Just past Echo Rock is an opportunity to make the hike better, or make it easier. A short spur trail leaves the main trail on the left and ascends the bluffs to Honey Creek Overlook, which offers panoramic views of the river. The spur trail is short, just a couple of tenths of a mile, but the climb is a serious one, using a pair of ladders to scale the bluff line, then another ladder to descend back to the main trail.
The main trail continues its descent, getting within just a few hundred feet of the Big South Fork River before it turns up Honey Creek. And that’s where the fascinating part of the hike really begins.
It is sometimes said that the Big South Fork area is like Utah — with trees — and nowhere is that as obvious as in the gorge that encases Honey Creek. It’s like a slot canyon from the West misplaced in the southeastern U.S.
Over the next several miles, the trail follows Honey Creek upstream, at times passing through boulders that choke the stream bed and at times passing by spectacular rock houses — such as Indian Rockhouse, where there is still one of the original ladder cages from the Pocket Wilderness days.
There are also several waterfalls ahead, the most magnificent of which is Boulder House Falls. Located about 3.5 miles into the hike, the waterfall is just as its name sounds, created when Honey Creek tumbles into a “house” made entirely of boulders. A short distance ahead is Ice Castle Falls, a wet-weather waterfall created by a side stream that plunges over a bluff and into Honey Creek.
The final waterfall is Honey Creek Falls, which is located on an unmarked side trail about four miles into the hike. You’ll know you’re getting close when the hiking trail makes use of a rope to ascend over a rock ledge and crosses a wooden footbridge.
After the spur trail to Honey Creek Falls, the trail quickly leaves the gorge and climbs back to the top of the plateau. The final 1.5 miles of the hike are decidedly less interesting than the several miles just completed. The trail ends by re-emerging into a hardwood forest and slowly climbing back to the parking area at the trailhead.
Getting There: Take U.S. Hwy. 27 south to Old Hwy. 27 in the New River community. From there, follow the signs to Burnt Mill Bridge by traveling through Mountain View to Black Creek Crossroads. Continue on Honey Creek Road for several miles beyond Burnt Mill Bridge. The trailhead is located on the next gravel road to the right on the west side of the bridge, and is signed.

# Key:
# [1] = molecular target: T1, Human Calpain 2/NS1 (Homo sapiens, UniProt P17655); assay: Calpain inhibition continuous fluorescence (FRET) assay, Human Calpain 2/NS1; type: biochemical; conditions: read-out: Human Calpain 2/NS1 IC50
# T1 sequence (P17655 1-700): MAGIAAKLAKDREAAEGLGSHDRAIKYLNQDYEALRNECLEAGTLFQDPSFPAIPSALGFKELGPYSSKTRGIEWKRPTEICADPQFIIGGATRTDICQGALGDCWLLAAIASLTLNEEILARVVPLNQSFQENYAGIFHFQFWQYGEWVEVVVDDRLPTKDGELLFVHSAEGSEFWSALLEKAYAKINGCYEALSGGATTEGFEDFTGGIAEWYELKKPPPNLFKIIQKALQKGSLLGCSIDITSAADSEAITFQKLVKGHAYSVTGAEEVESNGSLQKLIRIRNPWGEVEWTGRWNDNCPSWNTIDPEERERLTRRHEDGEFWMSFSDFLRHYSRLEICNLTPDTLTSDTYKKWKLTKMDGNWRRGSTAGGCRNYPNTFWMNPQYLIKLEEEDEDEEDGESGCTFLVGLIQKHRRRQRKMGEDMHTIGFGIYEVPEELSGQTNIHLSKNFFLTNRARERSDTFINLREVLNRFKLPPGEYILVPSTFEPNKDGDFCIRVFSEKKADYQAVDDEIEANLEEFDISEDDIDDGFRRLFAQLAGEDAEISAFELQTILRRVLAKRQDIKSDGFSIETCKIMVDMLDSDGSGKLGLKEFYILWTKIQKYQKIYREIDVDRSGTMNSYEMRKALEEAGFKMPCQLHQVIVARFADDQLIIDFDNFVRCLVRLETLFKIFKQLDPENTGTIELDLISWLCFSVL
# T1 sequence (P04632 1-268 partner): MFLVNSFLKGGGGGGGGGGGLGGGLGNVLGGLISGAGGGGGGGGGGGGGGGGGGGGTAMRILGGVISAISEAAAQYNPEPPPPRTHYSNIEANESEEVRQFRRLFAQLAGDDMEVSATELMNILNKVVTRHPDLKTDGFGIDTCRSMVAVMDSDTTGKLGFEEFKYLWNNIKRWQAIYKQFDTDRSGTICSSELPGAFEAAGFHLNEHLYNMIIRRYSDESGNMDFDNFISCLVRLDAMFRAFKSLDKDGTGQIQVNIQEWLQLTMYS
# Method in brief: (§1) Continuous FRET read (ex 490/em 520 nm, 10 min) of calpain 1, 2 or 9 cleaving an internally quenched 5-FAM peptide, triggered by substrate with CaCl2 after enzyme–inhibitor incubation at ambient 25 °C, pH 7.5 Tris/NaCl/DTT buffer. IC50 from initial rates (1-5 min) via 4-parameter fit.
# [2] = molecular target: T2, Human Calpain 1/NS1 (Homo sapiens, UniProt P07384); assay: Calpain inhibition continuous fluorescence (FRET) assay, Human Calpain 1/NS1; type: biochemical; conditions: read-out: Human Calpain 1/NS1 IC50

Be Careful For: Steep ladders, slippery rock climbs, stream crossings that can be difficult after periods of heavy rain, and deceitful side trails that are unmarked and lead to nowhere.
Look For: There are several reminders of the days when Honey Creek Loop was the Pocket Wilderness. One of them is a ladder cage that can be found at Indian Rockhouse, the huge rock shelter located in the side of the gorge wall along Honey Creek. Others include the orange Day-Glo arrows used to mark the trail inside the Honey Creek Gorge and beneath some rock shelters These were all part of the original trail in the 1960s.
Make It Better: About three miles into the hike, the John Muir Trail departs to the right. The trail crosses Hurricane Ridge — known to locals as the Big Woods — before descending to the Big South Fork River at the O&W Bridge. The trail is easy, leading through beautiful open hardwoods. While it’s a largely uneventful hike, it’s worth the trip to experience the Jake’s Hole Overlook, an unmarked and unprotected overlook that offers spectacular views of the river along the old O&W rail bed towards Pine Creek and Oneida.
Remember To: Use the #20WeekHikingChallenge hashtag in your photos on social media, or email photos to email@example.com, along with the names of all members of your hiking party, in order to log your miles.
Don’t Forget: Obey the Leave No Trace ethic by “taking only memories, leaving only footprints.” If you pack it in, pack it out!